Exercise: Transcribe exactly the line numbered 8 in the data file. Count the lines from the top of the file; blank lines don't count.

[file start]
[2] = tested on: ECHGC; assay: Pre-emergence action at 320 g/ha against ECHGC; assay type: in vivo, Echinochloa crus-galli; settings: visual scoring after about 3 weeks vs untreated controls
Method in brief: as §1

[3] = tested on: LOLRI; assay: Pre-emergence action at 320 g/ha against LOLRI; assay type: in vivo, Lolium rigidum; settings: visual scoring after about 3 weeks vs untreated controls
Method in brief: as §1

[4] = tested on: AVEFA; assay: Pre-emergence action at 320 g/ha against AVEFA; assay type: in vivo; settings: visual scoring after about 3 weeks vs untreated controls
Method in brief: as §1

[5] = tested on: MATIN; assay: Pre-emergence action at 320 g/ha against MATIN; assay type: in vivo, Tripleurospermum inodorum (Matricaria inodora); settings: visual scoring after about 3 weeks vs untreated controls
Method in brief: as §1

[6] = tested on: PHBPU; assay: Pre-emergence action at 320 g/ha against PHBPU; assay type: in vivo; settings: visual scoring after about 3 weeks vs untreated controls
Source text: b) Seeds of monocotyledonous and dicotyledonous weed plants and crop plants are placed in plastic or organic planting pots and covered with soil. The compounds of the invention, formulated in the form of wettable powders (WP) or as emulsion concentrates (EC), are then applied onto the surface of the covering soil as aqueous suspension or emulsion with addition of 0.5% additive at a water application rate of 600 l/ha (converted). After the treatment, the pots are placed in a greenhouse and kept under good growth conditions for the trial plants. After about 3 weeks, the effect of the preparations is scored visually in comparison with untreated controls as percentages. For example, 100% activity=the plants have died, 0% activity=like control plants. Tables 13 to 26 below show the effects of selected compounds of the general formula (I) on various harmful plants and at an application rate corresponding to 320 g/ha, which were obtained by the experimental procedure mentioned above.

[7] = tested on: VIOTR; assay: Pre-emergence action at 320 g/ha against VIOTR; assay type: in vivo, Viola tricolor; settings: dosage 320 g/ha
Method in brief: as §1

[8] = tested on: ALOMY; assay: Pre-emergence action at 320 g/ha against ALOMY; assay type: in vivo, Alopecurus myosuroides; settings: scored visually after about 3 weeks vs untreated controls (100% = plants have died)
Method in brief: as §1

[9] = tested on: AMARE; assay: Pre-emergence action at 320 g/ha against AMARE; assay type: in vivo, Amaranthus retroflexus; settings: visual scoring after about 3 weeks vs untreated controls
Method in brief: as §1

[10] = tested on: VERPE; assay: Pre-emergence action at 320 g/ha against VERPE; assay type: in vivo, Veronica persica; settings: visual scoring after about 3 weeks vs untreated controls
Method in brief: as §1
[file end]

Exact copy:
Method in brief: as §1